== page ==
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* Pan-European STOXX 600 bounces 2.6 percent
* Index had slumped 11 percent in previous two days
* Lloyds surges as financials lead market rebound
* Volkswagen rises after U.S. settlement deal
By Sudip Kar-Gupta and Danilo Masoni
LONDON/MILAN, June 28 (Reuters) - European shares rose for the first time in three days on Tuesday after a heavy sell-off following Britain’s shock vote to leave the European Union, with battered financial stocks leading the bounce.
The pan-European STOXX 600 index, which had slumped 11 percent in the last two sessions, ended up 2.6 percent, while the pan-European FTSEurofirst 300 index rose 2.4 percent.
Insurance and banking stocks climbed, after suffering the worst of the market rout. Legal & General was up almost 8 percent after it said its balance sheet had proved resilient to the Brexit vote and it had trimmed its exposure to riskier assets beforehand.
Elsewhere among financials, Lloyds, Bankia and Intesa rose between 4.8 percent and 8.3 percent, but UBS fell 2 percent, weighed down by price target cuts, and UniCredit declined 1.5 percent, giving up earlier gains in the last stretch of the session.
Shares in Volkswagen rose 1.7 percent after the German automaker agreed to pay more than $15.3 billion to settle charges that it cheated on U.S. diesel emissions tests. Baader Bank analyst Klaus Breitenbach said the deal removed some uncertainties but he remained cautious on the stock due to other outstanding legal risks.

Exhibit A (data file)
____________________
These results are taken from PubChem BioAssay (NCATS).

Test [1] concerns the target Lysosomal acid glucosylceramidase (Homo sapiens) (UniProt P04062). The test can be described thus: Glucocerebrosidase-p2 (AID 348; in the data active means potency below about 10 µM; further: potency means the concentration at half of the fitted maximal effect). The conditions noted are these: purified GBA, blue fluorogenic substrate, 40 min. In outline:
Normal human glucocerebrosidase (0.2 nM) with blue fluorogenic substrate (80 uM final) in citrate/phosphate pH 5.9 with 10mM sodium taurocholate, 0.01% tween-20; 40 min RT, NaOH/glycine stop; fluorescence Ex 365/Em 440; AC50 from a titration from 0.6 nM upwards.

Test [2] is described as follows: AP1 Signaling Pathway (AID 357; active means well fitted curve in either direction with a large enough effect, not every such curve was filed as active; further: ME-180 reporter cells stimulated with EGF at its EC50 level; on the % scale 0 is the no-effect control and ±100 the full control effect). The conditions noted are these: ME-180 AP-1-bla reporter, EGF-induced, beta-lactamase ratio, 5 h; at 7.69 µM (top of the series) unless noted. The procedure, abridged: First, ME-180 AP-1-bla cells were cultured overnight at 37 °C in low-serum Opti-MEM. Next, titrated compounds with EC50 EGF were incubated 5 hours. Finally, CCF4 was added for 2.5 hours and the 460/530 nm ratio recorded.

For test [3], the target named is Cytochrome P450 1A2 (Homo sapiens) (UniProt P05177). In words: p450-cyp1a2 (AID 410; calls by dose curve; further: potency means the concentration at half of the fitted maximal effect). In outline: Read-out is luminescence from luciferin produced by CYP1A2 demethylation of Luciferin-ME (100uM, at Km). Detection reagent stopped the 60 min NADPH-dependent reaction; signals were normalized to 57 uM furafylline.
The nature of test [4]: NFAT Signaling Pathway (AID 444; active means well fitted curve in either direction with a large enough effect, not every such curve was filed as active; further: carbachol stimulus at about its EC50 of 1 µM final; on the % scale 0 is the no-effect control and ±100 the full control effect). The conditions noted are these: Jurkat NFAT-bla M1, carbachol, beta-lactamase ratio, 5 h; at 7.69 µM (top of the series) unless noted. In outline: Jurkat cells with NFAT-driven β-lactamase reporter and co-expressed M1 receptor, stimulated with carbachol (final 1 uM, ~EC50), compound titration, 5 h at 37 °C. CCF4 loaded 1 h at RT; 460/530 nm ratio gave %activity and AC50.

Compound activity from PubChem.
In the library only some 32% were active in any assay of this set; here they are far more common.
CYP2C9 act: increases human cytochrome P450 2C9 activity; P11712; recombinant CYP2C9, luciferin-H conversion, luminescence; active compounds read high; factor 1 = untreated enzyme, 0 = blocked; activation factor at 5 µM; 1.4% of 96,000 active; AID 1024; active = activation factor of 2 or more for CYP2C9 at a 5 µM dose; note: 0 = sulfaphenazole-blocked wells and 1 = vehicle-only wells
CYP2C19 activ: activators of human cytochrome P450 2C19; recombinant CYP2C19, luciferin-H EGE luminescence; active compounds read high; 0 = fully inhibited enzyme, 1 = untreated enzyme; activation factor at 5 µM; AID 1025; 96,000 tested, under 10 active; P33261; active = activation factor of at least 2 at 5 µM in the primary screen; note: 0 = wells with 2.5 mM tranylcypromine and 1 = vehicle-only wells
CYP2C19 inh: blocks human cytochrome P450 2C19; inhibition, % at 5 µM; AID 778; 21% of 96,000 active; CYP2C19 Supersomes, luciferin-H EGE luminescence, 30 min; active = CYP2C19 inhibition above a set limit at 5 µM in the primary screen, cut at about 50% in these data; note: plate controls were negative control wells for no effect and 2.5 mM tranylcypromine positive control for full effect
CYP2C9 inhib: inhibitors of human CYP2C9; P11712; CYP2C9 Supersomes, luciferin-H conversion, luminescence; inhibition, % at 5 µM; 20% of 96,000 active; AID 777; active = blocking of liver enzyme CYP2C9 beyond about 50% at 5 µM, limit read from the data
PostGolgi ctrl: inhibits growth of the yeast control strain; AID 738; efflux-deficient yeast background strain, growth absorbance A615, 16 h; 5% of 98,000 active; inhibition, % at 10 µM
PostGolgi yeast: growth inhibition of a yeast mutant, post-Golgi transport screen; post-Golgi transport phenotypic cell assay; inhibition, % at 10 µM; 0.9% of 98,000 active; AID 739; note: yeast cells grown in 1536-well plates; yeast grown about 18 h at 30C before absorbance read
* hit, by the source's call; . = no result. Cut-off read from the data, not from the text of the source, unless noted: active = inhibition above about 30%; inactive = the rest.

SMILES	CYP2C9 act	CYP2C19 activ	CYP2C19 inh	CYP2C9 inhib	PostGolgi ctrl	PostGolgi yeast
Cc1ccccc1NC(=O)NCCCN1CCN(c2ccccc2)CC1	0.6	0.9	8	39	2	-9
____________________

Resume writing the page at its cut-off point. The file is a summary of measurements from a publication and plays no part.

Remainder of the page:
Shares in oil majors also advanced to add a further stabilising effect to the market, with oil prices climbing as a looming strike in Norway threatened to cut output in western Europe’s biggest producer.
Clairinvest fund manager Ion-Marc Valahu said one factor helping to calm investors was the lack of any evident rush among British and European politicians to invoke Article 50 of the EU’s Lisbon Treaty, which sets out the process for a state to leave the bloc.
“Given the magnitude of the sell-off we had in the last two days, it was natural that we would rebound, and the fact that there is no rush to trigger Article 50 is helping to calm things down a bit,” Valahu said.
Others remained wary of buying into the rally, pointing to persistent pressure on the British market, such as a downgrade of the United Kingdom’s credit rating from Standard & Poor’s.
“This looks like a classic dead cat bounce,” ETX Capital’s head of trading, Joe Rundle, said. (Editing by Louise Ireland)